I assume most BookNotes readers don't read heady European theology, either, but in Mouw's bookish memoir, he tells us what he read, what he got out of it, how it did or didn't sit well with him, and what other books or professors or Bible teachings he had to grapple with and mix together to form his own view. And it is perfect for those of us who need the quick overview, the example of a serious scholar at work and the upshot of it all, clearly, calmly explained.


Mouw does this with other topics - always with clarity, with grace, illustrating his spirited eagerness to learn, and, now, even in this pleasant memoir, with an eagerness to teach.  He has a section about what we can learn from Sartre and Camus. He ruminates on what he learned about human nature from those with other perspectives. He has a whole chapter on "when truth is distorted." He explains different sorts of philosophers within the Reformed movement.  I'm sure fellow scholars of near retirement age will smile along, having read perhaps the same seminal thinkers, struggled with the same heady ideas, but I'm also sure that the readers Mouw hopes for as well are younger folks, rising scholars, friends and fans of BookNotes, even, who want to be informed but are not called to that level of scholarly engagement in the academy.  Maybe you, like me, feel called to be a bit of an armchair observer; we're not going to read all the scholarly primary stuff, but we sure will find it helpful to have a guide over whose shoulder we can look, a distant-learning mentor who lays it out for us by way of simply telling his tale.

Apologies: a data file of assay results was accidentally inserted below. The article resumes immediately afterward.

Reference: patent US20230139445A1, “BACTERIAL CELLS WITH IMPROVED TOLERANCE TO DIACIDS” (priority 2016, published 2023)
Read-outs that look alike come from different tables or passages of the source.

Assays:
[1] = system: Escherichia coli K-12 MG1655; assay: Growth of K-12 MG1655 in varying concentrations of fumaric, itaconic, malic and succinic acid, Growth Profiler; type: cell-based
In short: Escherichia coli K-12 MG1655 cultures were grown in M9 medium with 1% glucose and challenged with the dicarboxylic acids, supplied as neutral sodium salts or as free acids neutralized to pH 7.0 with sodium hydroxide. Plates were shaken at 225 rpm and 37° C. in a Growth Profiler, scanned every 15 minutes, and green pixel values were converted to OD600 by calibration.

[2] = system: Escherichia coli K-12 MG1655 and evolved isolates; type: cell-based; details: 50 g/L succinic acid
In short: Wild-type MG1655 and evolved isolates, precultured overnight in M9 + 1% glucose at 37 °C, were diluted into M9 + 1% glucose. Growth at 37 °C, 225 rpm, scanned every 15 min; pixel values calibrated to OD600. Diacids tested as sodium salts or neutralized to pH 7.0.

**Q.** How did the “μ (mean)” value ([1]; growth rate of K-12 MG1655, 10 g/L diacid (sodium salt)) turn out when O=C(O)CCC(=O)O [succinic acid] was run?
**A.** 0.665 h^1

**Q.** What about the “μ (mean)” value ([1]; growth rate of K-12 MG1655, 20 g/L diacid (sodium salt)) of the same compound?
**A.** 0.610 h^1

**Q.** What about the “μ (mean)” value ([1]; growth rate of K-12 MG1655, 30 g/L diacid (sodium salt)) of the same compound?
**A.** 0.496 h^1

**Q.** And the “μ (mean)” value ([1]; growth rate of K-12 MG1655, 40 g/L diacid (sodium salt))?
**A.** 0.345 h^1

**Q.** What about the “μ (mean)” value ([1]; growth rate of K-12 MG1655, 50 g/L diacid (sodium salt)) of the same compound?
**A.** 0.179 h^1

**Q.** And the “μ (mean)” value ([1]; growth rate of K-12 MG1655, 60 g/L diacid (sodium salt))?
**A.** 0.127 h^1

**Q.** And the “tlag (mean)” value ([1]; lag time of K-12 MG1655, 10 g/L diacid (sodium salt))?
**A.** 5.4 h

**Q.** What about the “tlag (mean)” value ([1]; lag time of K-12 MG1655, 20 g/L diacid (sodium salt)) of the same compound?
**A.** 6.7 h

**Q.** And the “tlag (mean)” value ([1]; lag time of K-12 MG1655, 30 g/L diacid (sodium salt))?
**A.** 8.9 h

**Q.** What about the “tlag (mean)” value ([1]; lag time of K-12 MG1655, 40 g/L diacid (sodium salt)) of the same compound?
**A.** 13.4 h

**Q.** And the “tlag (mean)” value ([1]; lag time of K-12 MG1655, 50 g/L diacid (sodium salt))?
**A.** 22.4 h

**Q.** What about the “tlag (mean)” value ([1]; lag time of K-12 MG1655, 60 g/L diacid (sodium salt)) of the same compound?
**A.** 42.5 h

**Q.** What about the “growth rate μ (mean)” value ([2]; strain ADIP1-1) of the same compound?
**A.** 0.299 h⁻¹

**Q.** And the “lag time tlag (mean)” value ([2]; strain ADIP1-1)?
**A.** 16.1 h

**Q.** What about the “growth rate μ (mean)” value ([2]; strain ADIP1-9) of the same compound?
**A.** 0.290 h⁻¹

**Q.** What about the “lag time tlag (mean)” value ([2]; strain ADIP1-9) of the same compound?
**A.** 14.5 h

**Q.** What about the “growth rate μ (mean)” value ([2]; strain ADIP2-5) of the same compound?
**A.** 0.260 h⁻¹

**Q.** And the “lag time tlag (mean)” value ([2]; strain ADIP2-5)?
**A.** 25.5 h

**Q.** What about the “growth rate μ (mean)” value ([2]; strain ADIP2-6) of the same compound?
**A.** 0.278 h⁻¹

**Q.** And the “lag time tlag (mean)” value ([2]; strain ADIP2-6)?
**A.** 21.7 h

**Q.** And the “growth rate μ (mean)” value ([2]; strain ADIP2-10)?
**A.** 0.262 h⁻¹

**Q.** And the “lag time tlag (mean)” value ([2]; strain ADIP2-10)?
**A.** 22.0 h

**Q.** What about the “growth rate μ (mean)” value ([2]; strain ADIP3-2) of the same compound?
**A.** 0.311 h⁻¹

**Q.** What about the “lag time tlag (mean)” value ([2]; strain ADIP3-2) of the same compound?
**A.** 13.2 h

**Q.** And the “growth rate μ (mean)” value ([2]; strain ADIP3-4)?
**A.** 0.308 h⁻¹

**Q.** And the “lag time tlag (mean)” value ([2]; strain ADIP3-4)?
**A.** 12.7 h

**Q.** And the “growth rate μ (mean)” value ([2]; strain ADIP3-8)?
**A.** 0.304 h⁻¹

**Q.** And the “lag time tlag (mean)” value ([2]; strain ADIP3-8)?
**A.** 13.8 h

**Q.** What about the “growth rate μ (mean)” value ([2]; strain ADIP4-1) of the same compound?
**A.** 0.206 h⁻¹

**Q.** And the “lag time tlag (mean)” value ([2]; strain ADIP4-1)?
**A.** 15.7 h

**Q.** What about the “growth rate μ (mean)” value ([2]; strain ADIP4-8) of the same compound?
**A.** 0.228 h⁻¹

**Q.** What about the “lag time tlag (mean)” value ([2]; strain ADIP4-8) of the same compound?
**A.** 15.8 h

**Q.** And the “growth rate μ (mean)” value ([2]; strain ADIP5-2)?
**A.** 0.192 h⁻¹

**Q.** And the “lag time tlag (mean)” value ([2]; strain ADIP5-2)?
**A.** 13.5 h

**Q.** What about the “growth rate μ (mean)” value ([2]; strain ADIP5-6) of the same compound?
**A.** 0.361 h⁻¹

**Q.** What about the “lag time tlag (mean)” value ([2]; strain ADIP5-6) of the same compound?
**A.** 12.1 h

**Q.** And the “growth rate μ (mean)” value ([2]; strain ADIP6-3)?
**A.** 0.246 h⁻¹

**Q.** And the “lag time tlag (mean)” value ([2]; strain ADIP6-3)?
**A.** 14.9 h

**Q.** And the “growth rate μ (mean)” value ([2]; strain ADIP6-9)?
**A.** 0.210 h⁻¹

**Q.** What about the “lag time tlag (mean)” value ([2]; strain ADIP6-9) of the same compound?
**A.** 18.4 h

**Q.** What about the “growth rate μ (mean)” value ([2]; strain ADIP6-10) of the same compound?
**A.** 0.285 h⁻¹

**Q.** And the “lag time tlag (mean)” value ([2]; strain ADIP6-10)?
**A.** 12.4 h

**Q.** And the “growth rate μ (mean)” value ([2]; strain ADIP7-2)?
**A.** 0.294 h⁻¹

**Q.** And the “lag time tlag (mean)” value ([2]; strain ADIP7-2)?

Mouw is perfect at this, diligently explaining this and that, walking us through the best quotes and important notions in the most significant of books and authors and what it all meant to him, and what it may mean to us. In a way, Adventures... is a undergraduate  crash-course in Christian social thinking and whole-life discipleship. For those who like to learn, there's just so much here that is fascinating and edifying.


mouw smiling.jpgRichard is, as we've suggested, not only a fine Christian scholar - wanting to discern the good and the bad, the normative and the distorted, the faithful and the wrong-headed in the books he reads and the ideas he formulated as his own - but he does this with a highly developed sense of what Kuyper called "common grace."  That is, he searches for the "all truth is God's truth" sort of stuff that even when proposed by pagan scholars or philosophers whose fundamental loyalties don't comport with Christian faith, are still right and good and beautiful and true.  Or maybe somewhat right, just pretty good, nearly lovely, and half true.